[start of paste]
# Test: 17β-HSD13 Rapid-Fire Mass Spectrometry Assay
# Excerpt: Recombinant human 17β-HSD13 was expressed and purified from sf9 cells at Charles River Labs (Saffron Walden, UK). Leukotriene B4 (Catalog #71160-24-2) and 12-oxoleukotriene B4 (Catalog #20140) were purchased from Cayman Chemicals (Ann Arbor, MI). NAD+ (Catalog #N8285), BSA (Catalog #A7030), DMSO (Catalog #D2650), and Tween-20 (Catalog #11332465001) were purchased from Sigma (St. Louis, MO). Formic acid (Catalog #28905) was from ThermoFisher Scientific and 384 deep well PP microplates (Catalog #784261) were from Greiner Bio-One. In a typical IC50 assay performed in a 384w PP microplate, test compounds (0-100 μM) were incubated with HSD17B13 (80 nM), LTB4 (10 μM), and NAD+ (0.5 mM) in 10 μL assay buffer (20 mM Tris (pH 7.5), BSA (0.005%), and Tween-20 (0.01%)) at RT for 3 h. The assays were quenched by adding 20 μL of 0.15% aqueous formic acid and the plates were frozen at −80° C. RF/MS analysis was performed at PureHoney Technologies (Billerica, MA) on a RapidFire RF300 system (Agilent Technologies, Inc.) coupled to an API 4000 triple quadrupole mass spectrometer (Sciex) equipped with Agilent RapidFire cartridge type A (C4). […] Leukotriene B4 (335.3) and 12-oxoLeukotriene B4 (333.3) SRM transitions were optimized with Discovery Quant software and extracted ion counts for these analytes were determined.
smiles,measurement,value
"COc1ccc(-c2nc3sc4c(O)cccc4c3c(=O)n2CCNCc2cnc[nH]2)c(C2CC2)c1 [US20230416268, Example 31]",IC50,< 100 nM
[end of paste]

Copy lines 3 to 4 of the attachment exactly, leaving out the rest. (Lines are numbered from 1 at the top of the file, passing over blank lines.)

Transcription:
smiles,measurement,value
"COc1ccc(-c2nc3sc4c(O)cccc4c3c(=O)n2CCNCc2cnc[nH]2)c(C2CC2)c1 [US20230416268, Example 31]",IC50,< 100 nM